Did Saddam Bribe the U.N.?

This is a partial transcript of "The Big Story With John Gibson," Oct. 7, 2004, that has been edited for clarity.

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CHARLES DUELFER, HEAD OF IRAQ SURVEY GROUP: Our investigation makes quite clear how Baghdad exploited the mechanism for executing the Oil for Food Program (search) to give individuals and countries an economic stake in ending sanctions.


JOHN GIBSON, HOST: That's our chief weapons inspector saying that Saddam Hussein (search) dangled a carrot in front of our allies in an attempt to have U.N. sanctions lifted. The carrot being oil. And there's proof many of our so- called allies actually took the bait…

So, there is proof that Saddam funneled billions of dollars from the Oil for Food Program and some of that money may have ended up in the hands of terrorists. The Duelfer Report (search) says there were no weapons of mass destruction, but Saddam was counting the days until the U.N. turned its back so he could fire up the WMD programs again.

I am joined by former Secretary of State Lawrence Eagleburger (search). Mr. Eagleburger, the big question is, how bad is this that Saddam was, it appears, he was bribing the U.N.?

LAWRENCE EAGLEBURGER, FORMER SECRETARY OF STATE: If you want another good reason why we should have gone onto Iraq and taken it out, taken Saddam out of there, it is right here. He suborned the United Nations. He has — and I don't see how Senator Kerry can ignore this. He will do so, but I don't see how he can ignore it. This is as good a reason for getting rid of Saddam Hussein as anything I can think of when he is corrupting the United Nations. It's beyond belief anybody would think that wasn't sufficient reason to get rid of it.

GIBSON: When you were secretary of state, did you ever have to deal with a situation, I guess maybe this one, where you knew your allies were being bribed by our adversary?

EAGLEBURGER: Well, I would put it this way. I knew and we all — a lot of us knew that bribery, particularly with the French and French officials was not something that was unique. I mean it happened fairly often.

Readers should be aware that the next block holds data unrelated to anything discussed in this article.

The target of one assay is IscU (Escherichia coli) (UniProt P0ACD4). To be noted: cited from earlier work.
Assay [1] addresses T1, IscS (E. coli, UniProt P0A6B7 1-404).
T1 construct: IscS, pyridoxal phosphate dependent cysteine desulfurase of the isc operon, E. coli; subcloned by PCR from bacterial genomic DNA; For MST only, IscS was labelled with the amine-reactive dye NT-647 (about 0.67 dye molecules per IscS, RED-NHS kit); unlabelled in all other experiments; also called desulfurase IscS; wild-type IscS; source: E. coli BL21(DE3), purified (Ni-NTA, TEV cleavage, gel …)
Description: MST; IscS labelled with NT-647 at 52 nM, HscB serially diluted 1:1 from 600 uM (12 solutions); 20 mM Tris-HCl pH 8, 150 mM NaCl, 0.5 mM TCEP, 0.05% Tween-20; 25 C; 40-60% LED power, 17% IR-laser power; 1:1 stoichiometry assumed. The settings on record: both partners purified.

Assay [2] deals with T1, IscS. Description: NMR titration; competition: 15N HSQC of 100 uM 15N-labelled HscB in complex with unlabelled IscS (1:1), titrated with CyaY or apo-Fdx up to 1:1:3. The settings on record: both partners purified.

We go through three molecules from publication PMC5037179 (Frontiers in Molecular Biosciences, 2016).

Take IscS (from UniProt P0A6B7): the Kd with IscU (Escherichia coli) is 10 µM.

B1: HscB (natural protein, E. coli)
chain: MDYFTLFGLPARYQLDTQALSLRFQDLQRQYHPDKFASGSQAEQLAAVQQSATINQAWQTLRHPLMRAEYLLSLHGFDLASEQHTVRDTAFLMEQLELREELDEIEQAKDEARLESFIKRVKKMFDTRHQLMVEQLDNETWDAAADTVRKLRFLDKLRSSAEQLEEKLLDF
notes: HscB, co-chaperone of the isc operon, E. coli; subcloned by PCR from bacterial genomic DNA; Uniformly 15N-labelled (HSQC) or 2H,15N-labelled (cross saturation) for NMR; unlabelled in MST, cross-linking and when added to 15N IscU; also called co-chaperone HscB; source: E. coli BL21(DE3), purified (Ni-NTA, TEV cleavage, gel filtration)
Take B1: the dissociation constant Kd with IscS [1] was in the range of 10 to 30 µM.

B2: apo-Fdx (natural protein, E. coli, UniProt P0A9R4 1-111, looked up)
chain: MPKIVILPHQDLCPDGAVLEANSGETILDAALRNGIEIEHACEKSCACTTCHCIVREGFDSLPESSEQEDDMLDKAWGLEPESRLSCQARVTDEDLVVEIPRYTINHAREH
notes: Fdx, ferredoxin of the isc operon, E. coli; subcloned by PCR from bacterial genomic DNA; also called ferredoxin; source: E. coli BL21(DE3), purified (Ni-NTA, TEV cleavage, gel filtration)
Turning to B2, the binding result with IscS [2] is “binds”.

GIBSON: A way of doing business?

EAGLEBURGER: This particular case of the oil for peace program — Oil for Food Program goes way beyond anything I knew of before, but it's not that I haven't heard about French officials being bribed before.

GIBSON: Were we close to a situation, had there not been Operation Iraqi Freedom, had there not been an invasion, were we close to a situation where the U.N. was going to lift sanctions?

EAGLEBURGER: This gets back, if I may, to some of the claptrap we heard from somebody you talked to a few minutes ago that if we just stayed there and had not done anything, things would have worked out in Iraq.

GIBSON: That was Lanny Davis, Mr....

EAGLEBURGER: I wouldn't want to mention his name. But nevertheless, the fact of the matter is that the sanctions were coming apart. The fact of the matter is that the inspectors were not given unfettered ability to examine what was going on in Iraq. This is all rewriting history now to try to make a case for the President and his campaign. But they are the ones rewriting the history. The fact of the matter is that without going to war, it seems to me, there is no question what the Duelfer Report has said about what would have happened, clearly was on its way to happening. The bribery demonstrates that.

GIBSON: If the sanctions were lifted, Duelfer says over and over and over, if the sanctions were lifted, Saddam wanted to reconstitute his chemical weapons and he wanted to go for nuke. Is that a big leap or would you have expected with that kind of oil money he could have done that?

EAGLEBURGER: I don't think — well, it would have taken time. Particularly the nuclear side I think would have taken time, but we all know he used chemical weapons before so I don't know how anybody can deny that he used weapons of mass destruction. The nuclear issue required money, but it could have been done and would have taken a bit of time.

But the point, again, seems to me is that everything indicates that Saddam, and this report certainly indicates that Saddam was intent on doing a lot of very difficult things once he got the sanctions out of the way and to me it's clear that the President's view — when you see something like this taking place you stop it before it can go very far was, in fact, the right way to go.

GIBSON: Do you think — where does that leave us with the U.N.? I mean, Duelfer's report is — is almost like a verdict about the U.N. Security Council, so can we go to the U.N. Security Council for anything now?

EAGLEBURGER: Well, we can go there, but it would seem fairly obvious that we're not going to be able to count on the Security Council when it comes to serious problems, which is a tragedy, by the way. But, I think our attitude toward the U.N. has to change and frankly, I will say to you as well, I don't think we ought to permit Kofi Annan to have a second term — another term as secretary general. He's got to be held responsible for this and he certainly didn't do anything about it and, in fact, probably turned his back on it. And what we're seeing now is they refuse to tell us what went wrong.

GIBSON: Secretary of state — former secretary of state, Lawrence Eagleburger, about bribing the U.N. Security Council.

Mr. Eagleburger, it's good to have you on. Thanks very much.

EAGLEBURGER: Thank you, sir.

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